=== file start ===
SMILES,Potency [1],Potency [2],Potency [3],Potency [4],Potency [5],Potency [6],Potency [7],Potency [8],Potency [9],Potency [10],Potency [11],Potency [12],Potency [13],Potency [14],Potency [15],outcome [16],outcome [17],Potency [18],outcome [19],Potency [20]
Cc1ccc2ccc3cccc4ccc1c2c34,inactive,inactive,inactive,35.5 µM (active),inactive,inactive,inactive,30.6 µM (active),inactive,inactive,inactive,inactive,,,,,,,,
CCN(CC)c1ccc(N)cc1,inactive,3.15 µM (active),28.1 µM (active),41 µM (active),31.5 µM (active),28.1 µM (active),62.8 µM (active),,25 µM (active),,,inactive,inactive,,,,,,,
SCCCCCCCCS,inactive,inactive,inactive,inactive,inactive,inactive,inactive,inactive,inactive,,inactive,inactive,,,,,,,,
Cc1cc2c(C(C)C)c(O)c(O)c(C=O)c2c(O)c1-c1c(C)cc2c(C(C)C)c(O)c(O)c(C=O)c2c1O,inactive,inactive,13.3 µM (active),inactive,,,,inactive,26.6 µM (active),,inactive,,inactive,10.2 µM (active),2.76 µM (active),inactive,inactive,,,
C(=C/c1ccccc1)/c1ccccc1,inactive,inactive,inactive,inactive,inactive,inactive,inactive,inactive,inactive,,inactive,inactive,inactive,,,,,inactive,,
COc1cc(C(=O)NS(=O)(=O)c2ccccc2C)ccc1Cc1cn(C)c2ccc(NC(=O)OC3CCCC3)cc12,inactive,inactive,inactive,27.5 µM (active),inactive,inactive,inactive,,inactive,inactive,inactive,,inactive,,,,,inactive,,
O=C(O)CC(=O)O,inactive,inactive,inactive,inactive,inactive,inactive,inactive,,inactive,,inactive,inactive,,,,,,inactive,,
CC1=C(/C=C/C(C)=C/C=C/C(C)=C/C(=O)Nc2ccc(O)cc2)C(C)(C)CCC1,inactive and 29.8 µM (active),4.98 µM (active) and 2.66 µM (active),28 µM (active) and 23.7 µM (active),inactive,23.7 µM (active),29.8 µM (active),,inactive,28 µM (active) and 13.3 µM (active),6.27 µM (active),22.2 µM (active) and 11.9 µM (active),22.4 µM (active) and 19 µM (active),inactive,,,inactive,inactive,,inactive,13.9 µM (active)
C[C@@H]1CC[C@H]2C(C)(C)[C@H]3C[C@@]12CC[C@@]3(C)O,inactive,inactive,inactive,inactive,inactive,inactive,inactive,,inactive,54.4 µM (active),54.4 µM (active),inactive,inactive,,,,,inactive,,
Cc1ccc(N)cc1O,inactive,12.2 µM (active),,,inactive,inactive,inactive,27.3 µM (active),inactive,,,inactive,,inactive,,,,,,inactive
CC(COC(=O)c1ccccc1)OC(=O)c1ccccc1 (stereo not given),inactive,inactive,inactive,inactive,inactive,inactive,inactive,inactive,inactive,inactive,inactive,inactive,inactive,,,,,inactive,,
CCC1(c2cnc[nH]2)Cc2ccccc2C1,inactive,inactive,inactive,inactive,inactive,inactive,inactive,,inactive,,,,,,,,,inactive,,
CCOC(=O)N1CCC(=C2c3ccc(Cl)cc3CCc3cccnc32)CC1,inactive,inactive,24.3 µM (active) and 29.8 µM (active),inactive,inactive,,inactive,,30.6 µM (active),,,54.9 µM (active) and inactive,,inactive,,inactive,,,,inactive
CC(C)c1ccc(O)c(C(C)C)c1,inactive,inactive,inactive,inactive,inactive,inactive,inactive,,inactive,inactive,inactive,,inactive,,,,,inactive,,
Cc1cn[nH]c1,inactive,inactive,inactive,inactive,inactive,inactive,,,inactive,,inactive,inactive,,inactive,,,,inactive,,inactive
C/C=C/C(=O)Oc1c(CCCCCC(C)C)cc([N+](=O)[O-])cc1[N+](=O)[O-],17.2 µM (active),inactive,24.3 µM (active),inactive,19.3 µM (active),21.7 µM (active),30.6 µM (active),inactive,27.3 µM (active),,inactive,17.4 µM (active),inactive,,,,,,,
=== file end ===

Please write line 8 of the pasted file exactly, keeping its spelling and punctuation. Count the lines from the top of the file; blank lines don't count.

O=C(O)CC(=O)O,inactive,inactive,inactive,inactive,inactive,inactive,inactive,,inactive,,inactive,inactive,,,,,,inactive,,